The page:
News diary 22-28 March: UK marks year since first Covid-19 lockdown and social media bosses face disinformation questions

Foresight News rounds up the key events that need to be in your news diary this week…

Monday

The anti-racism charity Hope note Hate releases its annual ‘State of Hate’ report which measures trends and developments in far-right culture and ideology. Last year’s report warned that far-right narratives were increasingly being found in mainstream use and described the government’s counter-extremism strategy as “wholly inadequate”. Shadow Justice Secretary David Lammy, who gave a passionate speech in Parliament last week on the government’s new policing bill, is among participants at a virtual launch event.

Theresa May, another critic of the policing bill, becomes the second former prime minister to give evidence to the Joint Committee on National Security for its inquiry into the machinery of national security. Appearing ahead of her former Chancellor Philip Hammond, May is due to answer questions on her experience of managing national security in government and her perspective on the Integrated Review, though her priority might be responding to remarks her predecessor David Cameron made to the committee earlier this month.

Tuesday

Charities have called for a National Day of Reflection to mark the one-year anniversary of the first UK-wide coronavirus lockdown. Calling COVID-19 “the biggest threat this country has faced for decades”, Prime Minister Boris Johnson told the British people to stay at home, leaving the house only for once-a-day exercise, essential shopping, medical needs or to travel to work – an exemption that soon saw the government facing criticism over pictures of packed tubes and construction site canteens. Despite an initial three-week review period and promises of “turning the tide” in 12 weeks, nearly 45,000 people had died by the time measures were relaxed 14 weeks later on 4 July, and millions of workers never went back to their offices as second and third lockdowns followed in November and January.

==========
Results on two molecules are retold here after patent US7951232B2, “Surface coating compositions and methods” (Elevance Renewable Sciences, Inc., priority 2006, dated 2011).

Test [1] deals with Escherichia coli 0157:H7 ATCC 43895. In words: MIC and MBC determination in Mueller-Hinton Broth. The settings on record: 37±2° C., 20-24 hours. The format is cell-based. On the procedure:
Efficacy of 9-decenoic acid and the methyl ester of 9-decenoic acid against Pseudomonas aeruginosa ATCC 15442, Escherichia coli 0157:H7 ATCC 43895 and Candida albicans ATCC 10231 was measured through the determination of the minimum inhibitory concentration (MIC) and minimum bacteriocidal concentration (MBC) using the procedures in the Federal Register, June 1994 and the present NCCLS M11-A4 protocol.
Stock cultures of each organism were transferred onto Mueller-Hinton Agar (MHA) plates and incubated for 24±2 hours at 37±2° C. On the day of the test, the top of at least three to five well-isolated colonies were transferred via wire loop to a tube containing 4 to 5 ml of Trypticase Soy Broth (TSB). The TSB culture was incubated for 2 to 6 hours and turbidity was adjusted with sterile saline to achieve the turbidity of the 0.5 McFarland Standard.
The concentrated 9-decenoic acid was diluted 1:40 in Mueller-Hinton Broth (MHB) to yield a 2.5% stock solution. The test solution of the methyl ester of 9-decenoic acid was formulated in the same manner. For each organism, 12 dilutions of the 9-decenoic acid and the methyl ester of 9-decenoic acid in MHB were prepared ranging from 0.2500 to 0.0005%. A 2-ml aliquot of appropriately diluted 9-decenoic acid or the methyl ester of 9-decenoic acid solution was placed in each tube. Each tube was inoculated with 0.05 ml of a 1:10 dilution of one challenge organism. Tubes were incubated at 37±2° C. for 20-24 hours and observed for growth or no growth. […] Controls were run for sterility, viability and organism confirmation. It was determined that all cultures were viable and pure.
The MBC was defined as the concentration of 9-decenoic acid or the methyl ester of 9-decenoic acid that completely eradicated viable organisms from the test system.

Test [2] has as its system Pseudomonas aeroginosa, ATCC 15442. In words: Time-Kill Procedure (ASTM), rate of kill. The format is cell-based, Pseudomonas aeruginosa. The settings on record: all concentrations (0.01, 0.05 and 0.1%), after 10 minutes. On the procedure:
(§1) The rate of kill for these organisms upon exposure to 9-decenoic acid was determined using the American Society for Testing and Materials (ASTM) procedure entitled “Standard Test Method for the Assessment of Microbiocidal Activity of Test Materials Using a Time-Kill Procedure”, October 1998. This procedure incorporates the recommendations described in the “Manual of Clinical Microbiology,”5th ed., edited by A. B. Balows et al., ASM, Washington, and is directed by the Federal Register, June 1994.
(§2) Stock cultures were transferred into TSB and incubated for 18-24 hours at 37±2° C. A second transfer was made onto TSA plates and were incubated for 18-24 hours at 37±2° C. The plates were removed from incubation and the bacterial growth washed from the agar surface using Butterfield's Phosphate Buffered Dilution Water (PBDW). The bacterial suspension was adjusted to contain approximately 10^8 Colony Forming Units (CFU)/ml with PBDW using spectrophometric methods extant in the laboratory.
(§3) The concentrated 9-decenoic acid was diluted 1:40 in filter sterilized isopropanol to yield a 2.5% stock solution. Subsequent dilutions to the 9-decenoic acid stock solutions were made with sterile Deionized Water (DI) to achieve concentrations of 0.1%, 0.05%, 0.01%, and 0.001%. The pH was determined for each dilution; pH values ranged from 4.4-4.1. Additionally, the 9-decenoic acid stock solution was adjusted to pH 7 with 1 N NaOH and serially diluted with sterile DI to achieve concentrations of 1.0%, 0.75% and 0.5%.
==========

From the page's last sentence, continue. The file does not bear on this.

The Treasury releases interim findings from its fundamental review of business rates, which was announced at Rishi Sunak’s first budget and had been due to report last year. Plans to reform business rates were announced in the 2019 Queen’s Speech, and the case for realignment has only grown with the high street’s struggles over the last year. The rates holiday has been a welcome stop gap, but many firms will be hoping the Chancellor commits to a longer-term revaluation in this review. A final report is due in autumn.

Weary Israeli voters head back to the polls as the country holds its fourth election in two years with embattled Prime Minister Benjamin Netanyahu seeking a renewed mandate following the collapse of a fragile coalition between Netanyahu and his rival Benny Gantz. Ironically Gantz, who had been set to take over from Netanyahu after 18 months under their power-sharing agreement, is no longer viewed as a serious contender; attention is now focused two right-wing candidates, New Hope’s Gideon Saar and Yemina’s Naftali Bennett, and one challenger to the left of Netanyahu, Yesh Atid’s Yair Lapid. But with polling suggesting no clear outcome once again, a stable government looks unlikely with yet another early election a very real possibility.